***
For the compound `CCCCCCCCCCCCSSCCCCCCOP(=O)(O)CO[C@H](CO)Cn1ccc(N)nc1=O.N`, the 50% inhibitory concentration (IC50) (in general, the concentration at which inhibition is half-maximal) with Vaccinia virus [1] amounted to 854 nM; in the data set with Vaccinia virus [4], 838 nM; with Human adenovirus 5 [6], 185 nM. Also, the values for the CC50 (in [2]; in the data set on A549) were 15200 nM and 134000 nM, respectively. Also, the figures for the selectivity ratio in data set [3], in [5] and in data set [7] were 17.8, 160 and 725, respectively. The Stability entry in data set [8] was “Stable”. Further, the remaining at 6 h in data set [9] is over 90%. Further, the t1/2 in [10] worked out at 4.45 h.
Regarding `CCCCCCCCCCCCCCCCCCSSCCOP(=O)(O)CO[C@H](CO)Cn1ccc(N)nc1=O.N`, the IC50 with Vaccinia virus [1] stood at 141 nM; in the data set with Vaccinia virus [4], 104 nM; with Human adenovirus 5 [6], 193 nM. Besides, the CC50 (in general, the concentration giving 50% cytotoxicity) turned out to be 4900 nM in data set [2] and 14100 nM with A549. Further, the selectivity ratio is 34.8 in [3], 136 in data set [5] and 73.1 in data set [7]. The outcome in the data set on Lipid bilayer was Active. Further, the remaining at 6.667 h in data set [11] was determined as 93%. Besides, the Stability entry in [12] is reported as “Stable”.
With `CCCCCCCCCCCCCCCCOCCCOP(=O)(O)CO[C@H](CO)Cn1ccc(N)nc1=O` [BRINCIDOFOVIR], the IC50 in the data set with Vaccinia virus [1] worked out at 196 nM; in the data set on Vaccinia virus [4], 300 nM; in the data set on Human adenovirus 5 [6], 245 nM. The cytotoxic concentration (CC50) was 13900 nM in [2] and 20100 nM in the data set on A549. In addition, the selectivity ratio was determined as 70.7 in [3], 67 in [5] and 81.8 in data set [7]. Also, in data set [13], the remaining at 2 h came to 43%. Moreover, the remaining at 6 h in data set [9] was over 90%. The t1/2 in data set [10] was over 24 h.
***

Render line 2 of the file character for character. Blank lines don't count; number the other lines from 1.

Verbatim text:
Regarding `CCCCCCCCCCCCCCCCCCSSCCOP(=O)(O)CO[C@H](CO)Cn1ccc(N)nc1=O.N`, the IC50 with Vaccinia virus [1] stood at 141 nM; in the data set with Vaccinia virus [4], 104 nM; with Human adenovirus 5 [6], 193 nM. Besides, the CC50 (in general, the concentration giving 50% cytotoxicity) turned out to be 4900 nM in data set [2] and 14100 nM with A549. Further, the selectivity ratio is 34.8 in [3], 136 in data set [5] and 73.1 in data set [7]. The outcome in the data set on Lipid bilayer was Active. Further, the remaining at 6.667 h in data set [11] was determined as 93%. Besides, the Stability entry in [12] is reported as “Stable”.